Creating a Training Culture in Your Church

“The Apostle Paul fostered a developmental culture within his team, across his network, and within each church that he established.”

The Apostle Paul fostered a developmental culture within his team, across his network, and within each church that he established. Several things make this clear. First, he regularly assessed the maturity of the churches he had planted and let them know how he assessed them. Second, he worked tirelessly to train the leaders who would minister within and among these churches.  Third, he challenged leaders to both show progress in their own development and to give effort to the training of others.

How do you form such a similar, vibrant training culture if it does not currently exist in your church?  At least three elements must be present – vision, example, and flexible structures.

It starts with vision from the senior leader and core leadership team.

Senior leaders must value and envision a developmental culture. As steps are taken to create this culture, they must continue to cast vision, persistently answering the question of why time and energy is being given to training. Beneath this vision must be a fundamental conviction that 2 Timothy 2:2 is a mandate, not an option.  Strong churches and sustained movements of church multiplication simply will not happen without training leaders in the context of ministry.

Vision must be reinforced by example. 

The church needs to see existing leaders taking their own development seriously.  It also needs to see emerging leaders making evident progress as a result of training.  And it needs to see a range of its members investing in lifelong learning and experiencing fruit.  These examples spur others to imitation.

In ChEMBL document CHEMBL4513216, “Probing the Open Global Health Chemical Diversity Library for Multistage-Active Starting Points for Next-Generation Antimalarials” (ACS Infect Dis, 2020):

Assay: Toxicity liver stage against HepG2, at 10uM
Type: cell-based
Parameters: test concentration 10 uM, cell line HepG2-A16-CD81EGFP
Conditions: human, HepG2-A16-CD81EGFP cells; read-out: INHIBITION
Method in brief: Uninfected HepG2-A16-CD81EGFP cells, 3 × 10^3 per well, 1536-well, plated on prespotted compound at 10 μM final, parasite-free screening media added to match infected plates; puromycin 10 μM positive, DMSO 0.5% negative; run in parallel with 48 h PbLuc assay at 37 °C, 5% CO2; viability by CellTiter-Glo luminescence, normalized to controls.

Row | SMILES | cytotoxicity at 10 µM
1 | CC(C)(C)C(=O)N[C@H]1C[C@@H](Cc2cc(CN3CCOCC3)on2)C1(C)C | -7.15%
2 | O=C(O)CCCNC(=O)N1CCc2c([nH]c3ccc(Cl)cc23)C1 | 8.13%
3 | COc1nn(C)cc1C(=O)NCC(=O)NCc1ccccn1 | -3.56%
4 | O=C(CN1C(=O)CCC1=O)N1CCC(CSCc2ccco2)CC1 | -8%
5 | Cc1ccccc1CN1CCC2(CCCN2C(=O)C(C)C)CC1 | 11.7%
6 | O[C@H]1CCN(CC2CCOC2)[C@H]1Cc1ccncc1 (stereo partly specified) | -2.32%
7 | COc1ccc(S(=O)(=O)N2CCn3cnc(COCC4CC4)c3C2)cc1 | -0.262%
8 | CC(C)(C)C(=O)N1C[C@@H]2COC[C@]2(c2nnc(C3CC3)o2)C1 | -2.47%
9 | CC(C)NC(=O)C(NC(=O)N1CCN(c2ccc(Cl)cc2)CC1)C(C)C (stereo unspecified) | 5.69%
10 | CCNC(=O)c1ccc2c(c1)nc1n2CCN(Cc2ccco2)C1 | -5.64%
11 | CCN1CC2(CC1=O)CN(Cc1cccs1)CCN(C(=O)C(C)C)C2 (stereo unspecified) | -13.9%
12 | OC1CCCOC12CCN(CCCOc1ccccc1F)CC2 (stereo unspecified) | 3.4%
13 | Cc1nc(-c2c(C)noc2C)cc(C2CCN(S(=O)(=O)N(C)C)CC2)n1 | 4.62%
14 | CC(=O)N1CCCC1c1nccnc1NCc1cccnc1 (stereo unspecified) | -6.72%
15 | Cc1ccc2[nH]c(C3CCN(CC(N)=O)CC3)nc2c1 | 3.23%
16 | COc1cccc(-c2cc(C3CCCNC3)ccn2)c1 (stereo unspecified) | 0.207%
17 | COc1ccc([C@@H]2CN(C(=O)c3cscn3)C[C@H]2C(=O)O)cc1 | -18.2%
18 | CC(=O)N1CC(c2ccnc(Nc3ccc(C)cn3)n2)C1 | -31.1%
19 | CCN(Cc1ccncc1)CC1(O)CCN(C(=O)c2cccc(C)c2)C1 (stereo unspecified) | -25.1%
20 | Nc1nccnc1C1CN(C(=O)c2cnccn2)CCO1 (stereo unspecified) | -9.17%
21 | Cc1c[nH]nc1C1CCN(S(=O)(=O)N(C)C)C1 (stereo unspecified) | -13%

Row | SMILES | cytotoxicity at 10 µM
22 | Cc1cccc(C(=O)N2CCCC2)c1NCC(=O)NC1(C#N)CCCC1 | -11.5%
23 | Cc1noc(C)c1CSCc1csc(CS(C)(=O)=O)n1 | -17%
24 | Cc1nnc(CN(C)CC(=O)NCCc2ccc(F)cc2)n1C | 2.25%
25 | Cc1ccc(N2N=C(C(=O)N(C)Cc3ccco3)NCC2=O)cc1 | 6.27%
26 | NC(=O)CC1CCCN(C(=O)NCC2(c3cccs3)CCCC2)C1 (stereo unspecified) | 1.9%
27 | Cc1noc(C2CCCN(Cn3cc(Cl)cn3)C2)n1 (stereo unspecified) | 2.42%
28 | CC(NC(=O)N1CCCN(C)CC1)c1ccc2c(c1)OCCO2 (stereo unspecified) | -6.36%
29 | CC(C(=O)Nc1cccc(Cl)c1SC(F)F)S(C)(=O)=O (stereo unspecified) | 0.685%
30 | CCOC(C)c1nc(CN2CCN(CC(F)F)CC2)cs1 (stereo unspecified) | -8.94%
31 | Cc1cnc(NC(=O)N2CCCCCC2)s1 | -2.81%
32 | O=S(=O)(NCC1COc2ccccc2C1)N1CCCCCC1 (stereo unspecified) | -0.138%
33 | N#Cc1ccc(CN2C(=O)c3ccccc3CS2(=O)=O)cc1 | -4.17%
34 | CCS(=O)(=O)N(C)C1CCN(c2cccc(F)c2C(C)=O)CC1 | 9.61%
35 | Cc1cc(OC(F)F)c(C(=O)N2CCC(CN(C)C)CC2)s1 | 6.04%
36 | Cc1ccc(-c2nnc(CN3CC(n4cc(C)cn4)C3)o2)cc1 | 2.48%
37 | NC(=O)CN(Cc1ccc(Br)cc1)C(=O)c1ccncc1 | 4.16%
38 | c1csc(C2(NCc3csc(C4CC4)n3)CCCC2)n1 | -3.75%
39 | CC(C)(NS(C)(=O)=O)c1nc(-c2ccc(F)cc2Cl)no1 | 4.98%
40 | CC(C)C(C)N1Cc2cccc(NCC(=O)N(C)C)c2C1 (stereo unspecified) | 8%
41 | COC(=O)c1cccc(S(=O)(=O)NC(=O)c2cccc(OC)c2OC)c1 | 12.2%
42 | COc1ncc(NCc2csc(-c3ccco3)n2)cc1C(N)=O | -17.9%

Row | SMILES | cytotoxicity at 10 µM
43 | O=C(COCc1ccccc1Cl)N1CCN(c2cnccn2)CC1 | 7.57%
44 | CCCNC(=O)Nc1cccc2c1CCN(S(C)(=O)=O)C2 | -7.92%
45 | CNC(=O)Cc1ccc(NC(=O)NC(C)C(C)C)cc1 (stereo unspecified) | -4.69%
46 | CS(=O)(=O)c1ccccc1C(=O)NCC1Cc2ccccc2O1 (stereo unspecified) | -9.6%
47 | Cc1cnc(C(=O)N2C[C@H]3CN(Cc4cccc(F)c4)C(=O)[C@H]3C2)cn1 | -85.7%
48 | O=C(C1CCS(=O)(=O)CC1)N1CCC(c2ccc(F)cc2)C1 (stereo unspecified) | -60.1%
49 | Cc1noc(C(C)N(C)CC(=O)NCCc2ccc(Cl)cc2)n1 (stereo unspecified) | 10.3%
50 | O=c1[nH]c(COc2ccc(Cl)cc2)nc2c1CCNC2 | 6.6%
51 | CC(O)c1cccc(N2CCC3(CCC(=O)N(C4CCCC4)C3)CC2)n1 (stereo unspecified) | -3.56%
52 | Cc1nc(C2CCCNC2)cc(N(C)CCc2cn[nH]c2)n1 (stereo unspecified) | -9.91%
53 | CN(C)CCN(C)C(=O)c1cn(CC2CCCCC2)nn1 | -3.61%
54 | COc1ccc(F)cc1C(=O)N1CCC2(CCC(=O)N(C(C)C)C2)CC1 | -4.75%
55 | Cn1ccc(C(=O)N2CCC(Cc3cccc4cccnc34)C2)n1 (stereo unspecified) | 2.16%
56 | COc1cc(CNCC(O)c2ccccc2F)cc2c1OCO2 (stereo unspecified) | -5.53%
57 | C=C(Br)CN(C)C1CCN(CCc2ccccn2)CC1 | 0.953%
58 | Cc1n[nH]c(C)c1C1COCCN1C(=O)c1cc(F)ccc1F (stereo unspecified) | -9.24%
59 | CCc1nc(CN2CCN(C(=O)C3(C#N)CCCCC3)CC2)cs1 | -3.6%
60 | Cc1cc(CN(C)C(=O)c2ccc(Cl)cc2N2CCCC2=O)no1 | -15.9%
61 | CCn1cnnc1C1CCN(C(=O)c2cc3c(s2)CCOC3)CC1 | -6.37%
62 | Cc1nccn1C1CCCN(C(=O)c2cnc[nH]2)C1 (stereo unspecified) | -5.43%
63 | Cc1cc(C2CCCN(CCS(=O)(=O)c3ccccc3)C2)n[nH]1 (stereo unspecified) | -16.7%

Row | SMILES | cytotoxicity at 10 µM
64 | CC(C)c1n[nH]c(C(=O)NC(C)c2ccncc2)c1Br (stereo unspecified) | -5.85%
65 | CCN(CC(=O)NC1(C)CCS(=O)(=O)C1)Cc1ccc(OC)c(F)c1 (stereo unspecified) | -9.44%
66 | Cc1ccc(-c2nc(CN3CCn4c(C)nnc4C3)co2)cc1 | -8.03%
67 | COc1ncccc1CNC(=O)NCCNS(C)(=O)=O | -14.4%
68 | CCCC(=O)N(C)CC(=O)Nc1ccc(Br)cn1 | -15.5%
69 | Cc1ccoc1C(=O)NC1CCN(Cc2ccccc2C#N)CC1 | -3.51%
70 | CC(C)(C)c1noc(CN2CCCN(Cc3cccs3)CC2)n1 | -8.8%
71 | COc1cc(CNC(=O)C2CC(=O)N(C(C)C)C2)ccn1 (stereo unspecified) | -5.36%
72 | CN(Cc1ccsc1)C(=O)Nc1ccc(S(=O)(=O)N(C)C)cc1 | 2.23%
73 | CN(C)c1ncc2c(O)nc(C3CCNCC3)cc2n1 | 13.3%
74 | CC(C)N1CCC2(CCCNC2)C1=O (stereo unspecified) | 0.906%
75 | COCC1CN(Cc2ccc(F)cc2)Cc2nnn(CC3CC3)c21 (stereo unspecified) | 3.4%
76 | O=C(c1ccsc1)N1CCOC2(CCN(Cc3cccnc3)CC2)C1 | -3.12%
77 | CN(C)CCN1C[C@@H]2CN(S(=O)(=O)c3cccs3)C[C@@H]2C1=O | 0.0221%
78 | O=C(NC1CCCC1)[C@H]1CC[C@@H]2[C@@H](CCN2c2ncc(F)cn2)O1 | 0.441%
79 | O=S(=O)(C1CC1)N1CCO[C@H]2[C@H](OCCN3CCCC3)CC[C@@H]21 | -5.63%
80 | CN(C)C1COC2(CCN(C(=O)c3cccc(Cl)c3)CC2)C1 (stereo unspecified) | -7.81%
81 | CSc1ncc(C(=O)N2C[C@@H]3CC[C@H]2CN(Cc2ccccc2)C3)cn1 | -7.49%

Flexible structures must be used as tools to aid development.

When Paul invested day and night for 3 years in the training of the Ephesus elders, choices had to have been made regarding times and places for teaching, topics to be covered, and shepherding skills that needed to be modeled.  Likewise, today we must create practical training structures which shape leaders while flexing with the realities of ministry.  These structures will necessarily be tailored to each situation, but some core elements will hold true in any ministry context.  For example:

  • Establish a weekly time slot for equipping. What will work? A weekday evening? A Saturday morning?  Adjust this as the ministry requires.
  • Create mentoring habits. Leaders in training might begin by connecting every other week over breakfast. Then make the time more frequent or less according to need.
  • Develop quarterly rhythms to gather and assess the body of work being developed by those who are studying the scriptures together.
  • Schedule annual leader retreats to cast vision and reinforce discipline.


Our partners who are working with Antioch School cohorts should recognize that every component of an Antioch School training program fits within these broad structures.

“2 Timothy 2:2 is a mandate, not an option.”

Many things will distract you from fostering a training culture in your church or church network.  Congregational expectations may need to be corrected.  Ministry needs will demand your time. Developing new leaders will take longer than you planned. Despite this, if you are the leader giving concentrated effort to create a training culture, find courage and resolve in the knowledge that your strategic investment will bear fruit now just as it did in the early church.